No growth the 'new normal' for craft

After years of constant growth, the US craft beer industry has entered a ‘new normal’ pointing to the need for brewers to find new ways to grow through innovation, according to US Brewers Association Chief Economist, Bart Watson.

Delivering the keynote speech to open the Craft Brewers Conference in Nashville, Watson said that the craft beer market saw no growth in 2022 and over the last six years average annual growth had been 1.2 per cent.

“Those years of double-digit growth are clearly in the rearview mirror,” he said.

“And unless something changes, I don’t think we’re going to see them again anytime soon.”

He said that slow to no growth is going to be the new normal, unless the industry found a way to change it.

“We’re going to have to find new strategies, new innovations, new occasions, new customers if we want to return to the growth rates that craft had five or ten years ago.”

One bright spot for the market was 7 per cent average growth in sales through taprooms and brewpubs, though even here Watson’s data showed the challenges.

Taprooms and brewpubs that opened in 2018 showed growth of 20 per cent, while those opening before 2018 grew at just 2 per cent.

“This highlights the need to reinvent,” Watson said.

“Hospitality business concepts, which most of these businesses are, typically have a shelf life.

“And this gap between before and after 2018 breweries shows that no one should be resting on their laurels.

“Even in this category, which is clearly the bright spot for craft, breweries are going to have to work to reinvent to stay competitive when more breweries are still coming.”

Watson said brewery openings continue to outpace closures, though the gap had narrowed considerably.

In 2022 the association counted 522 openings, the lowest number since 2013, with 319 closures.

“The era of everyone opening and no one closing is clearly going away,” Watson said. “And I think we’re going to see a year when these are fully in balance and brewery numbers aren’t growing anymore.”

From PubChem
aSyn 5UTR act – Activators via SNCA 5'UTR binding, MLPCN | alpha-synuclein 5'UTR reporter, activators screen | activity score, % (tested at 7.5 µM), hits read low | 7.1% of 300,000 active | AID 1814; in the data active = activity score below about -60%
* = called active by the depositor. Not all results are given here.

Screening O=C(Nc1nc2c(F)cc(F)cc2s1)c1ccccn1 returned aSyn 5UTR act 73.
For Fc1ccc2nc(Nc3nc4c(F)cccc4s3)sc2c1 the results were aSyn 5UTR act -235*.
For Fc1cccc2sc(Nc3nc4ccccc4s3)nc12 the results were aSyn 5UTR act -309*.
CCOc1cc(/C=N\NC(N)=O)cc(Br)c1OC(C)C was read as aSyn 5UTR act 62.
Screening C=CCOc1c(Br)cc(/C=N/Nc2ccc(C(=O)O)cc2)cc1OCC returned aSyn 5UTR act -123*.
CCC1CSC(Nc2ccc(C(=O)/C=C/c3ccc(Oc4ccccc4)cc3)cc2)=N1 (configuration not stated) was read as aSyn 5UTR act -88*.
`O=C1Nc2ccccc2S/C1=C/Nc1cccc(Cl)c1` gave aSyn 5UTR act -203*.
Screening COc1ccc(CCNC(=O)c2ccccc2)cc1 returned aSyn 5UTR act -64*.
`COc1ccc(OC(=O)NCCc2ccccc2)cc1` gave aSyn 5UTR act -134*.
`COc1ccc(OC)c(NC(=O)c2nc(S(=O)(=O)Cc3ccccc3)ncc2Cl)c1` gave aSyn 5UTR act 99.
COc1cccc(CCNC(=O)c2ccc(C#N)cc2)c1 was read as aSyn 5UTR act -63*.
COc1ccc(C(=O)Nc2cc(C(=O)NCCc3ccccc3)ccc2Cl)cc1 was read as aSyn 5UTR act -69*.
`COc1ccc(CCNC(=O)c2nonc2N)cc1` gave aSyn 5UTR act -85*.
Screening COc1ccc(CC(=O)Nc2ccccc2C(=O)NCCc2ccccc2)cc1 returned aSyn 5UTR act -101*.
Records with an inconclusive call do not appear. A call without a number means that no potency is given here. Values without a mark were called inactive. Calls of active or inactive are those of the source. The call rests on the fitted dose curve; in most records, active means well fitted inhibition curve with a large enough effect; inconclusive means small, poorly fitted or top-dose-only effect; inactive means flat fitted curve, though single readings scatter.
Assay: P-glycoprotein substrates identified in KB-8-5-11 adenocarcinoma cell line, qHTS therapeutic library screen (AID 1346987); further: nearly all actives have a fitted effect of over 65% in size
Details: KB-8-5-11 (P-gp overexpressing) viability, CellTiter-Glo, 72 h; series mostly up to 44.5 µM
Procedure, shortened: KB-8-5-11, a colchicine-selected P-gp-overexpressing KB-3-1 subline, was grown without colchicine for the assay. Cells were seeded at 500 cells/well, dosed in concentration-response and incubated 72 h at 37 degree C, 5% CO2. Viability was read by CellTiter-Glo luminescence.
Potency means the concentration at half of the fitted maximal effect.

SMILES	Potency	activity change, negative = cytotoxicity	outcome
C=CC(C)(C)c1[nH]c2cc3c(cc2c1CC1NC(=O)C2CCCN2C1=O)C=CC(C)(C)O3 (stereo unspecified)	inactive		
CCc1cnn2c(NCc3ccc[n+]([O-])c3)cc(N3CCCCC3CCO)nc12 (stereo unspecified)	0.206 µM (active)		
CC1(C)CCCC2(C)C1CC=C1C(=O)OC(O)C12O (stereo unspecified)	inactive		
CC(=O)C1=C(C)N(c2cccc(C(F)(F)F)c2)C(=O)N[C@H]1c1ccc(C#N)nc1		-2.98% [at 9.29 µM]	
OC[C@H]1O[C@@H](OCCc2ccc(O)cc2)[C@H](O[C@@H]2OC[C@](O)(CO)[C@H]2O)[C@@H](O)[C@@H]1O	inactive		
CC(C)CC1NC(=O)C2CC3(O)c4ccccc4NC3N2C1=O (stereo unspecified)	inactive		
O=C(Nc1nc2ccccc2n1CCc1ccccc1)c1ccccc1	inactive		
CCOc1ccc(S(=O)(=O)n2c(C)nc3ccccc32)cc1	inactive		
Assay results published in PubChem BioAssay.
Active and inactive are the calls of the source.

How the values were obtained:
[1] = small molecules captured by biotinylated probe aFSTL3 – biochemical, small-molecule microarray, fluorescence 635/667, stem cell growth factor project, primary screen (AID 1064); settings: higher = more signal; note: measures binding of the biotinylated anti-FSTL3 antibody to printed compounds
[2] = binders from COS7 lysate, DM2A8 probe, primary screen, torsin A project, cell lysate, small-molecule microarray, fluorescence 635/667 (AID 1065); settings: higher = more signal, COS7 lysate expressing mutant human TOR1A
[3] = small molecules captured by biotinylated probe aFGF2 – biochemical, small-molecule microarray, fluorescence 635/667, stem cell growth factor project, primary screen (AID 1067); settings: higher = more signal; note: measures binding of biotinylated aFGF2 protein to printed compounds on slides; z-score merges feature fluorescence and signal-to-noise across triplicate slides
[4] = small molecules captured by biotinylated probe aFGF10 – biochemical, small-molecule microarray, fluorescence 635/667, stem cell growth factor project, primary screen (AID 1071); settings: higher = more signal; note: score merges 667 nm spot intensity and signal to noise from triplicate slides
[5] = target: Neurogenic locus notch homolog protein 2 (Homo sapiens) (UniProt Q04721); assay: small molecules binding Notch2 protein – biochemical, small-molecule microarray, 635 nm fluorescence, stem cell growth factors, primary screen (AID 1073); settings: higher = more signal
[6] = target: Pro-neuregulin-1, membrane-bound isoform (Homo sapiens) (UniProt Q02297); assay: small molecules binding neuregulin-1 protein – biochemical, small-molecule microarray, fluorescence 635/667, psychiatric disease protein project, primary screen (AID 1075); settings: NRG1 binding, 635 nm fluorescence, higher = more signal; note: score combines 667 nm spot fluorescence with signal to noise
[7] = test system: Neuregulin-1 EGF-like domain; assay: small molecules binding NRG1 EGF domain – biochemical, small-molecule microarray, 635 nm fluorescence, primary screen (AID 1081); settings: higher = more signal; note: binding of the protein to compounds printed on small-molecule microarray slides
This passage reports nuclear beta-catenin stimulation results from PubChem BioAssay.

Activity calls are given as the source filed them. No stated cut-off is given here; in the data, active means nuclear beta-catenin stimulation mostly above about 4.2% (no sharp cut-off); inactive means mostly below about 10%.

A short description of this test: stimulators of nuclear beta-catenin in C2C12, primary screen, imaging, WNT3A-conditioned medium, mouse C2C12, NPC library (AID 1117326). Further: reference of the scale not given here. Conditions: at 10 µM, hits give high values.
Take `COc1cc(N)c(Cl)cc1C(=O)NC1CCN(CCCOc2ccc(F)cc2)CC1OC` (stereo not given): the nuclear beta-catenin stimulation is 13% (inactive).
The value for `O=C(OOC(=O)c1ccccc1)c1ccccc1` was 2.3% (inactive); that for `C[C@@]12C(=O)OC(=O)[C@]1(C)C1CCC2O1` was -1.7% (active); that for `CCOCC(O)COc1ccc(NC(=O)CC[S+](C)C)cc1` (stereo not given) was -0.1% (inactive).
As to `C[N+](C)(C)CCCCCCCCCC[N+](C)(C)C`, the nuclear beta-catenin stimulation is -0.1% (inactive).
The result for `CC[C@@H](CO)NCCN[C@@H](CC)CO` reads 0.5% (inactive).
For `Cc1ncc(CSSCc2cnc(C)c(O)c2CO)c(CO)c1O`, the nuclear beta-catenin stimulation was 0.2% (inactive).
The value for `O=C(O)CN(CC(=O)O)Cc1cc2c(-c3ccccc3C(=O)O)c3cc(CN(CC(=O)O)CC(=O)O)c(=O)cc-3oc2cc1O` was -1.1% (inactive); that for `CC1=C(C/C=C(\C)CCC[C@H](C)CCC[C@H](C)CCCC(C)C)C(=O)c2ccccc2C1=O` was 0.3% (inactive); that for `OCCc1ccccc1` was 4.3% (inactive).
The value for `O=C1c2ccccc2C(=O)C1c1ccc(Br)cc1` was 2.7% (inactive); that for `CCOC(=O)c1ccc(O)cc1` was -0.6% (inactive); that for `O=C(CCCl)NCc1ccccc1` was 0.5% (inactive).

Craft not attractive to new generations and markets

A recurring theme of the opening keynote and a later panel discussion between the CEOs of the US Brewers Association, Beer Institute and the National Beer Wholesalers Association, has been that while alcohol consumption levels aren’t falling heavily, beer’s market share has fallen precipitously.

Watson said beverage alcohol was always changing customers, with every year seeing a new generation of adults entering the market not wanting to drink what their parents drank.

“In the past, this generational shift has largely benefitted craft,” he said.

“They loved craft, they moved into craft, they increased our demographics.”

He said craft’s stagnation was largely due to a new generation moving away from craft.

He also noted that craft was not appealing to non-traditional beer drinkers.

“To put it as bluntly as possible, craft has the lowest percentage of female drinkers and BIPOC (black, indigenous and people of colour) drinkers of any beverage alcohol category.”

“All of the growth in beverage alcohol is in female and BIPOC drinkers, so we’re going to need to change some things if we’re going to connect with this diverse generation.”

“We have the most diverse generation in history coming online and they look different to the current craft demographic.”

“So we’re going to have to find new ways to welcome them to the craft beer party.”

The Craft Brewers Conference continues in Nashville until Wednesday.

Back to News